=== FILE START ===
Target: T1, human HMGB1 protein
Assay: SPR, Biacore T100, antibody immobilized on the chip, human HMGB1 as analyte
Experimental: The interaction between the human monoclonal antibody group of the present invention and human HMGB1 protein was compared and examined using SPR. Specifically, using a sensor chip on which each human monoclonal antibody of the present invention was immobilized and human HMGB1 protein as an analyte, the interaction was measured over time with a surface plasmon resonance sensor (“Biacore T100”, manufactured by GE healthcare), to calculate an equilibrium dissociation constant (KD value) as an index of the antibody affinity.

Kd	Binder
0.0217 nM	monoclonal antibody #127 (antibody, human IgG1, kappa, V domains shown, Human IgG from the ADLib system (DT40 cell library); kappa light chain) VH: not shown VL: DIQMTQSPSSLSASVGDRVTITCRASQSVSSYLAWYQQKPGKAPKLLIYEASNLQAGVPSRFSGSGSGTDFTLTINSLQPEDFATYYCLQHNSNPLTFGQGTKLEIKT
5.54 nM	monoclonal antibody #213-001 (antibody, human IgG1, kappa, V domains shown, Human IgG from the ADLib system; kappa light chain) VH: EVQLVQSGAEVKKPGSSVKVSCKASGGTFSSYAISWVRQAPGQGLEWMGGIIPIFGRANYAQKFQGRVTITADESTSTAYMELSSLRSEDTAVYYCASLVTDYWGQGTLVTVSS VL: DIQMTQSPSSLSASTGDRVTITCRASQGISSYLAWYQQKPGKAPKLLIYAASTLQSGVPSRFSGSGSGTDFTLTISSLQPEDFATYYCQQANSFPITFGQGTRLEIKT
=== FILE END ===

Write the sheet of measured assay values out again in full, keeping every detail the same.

Target: T1, human HMGB1 protein
Assay: SPR, Biacore T100, antibody immobilized on the chip, human HMGB1 as analyte
Experimental: The interaction between the human monoclonal antibody group of the present invention and human HMGB1 protein was compared and examined using SPR. Specifically, using a sensor chip on which each human monoclonal antibody of the present invention was immobilized and human HMGB1 protein as an analyte, the interaction was measured over time with a surface plasmon resonance sensor (“Biacore T100”, manufactured by GE healthcare), to calculate an equilibrium dissociation constant (KD value) as an index of the antibody affinity.

Kd	Binder
0.0217 nM	monoclonal antibody #127 (antibody, human IgG1, kappa, V domains shown, Human IgG from the ADLib system (DT40 cell library); kappa light chain) VH: not shown VL: DIQMTQSPSSLSASVGDRVTITCRASQSVSSYLAWYQQKPGKAPKLLIYEASNLQAGVPSRFSGSGSGTDFTLTINSLQPEDFATYYCLQHNSNPLTFGQGTKLEIKT
5.54 nM	monoclonal antibody #213-001 (antibody, human IgG1, kappa, V domains shown, Human IgG from the ADLib system; kappa light chain) VH: EVQLVQSGAEVKKPGSSVKVSCKASGGTFSSYAISWVRQAPGQGLEWMGGIIPIFGRANYAQKFQGRVTITADESTSTAYMELSSLRSEDTAVYYCASLVTDYWGQGTLVTVSS VL: DIQMTQSPSSLSASTGDRVTITCRASQGISSYLAWYQQKPGKAPKLLIYAASTLQSGVPSRFSGSGSGTDFTLTISSLQPEDFATYYCQQANSFPITFGQGTRLEIKT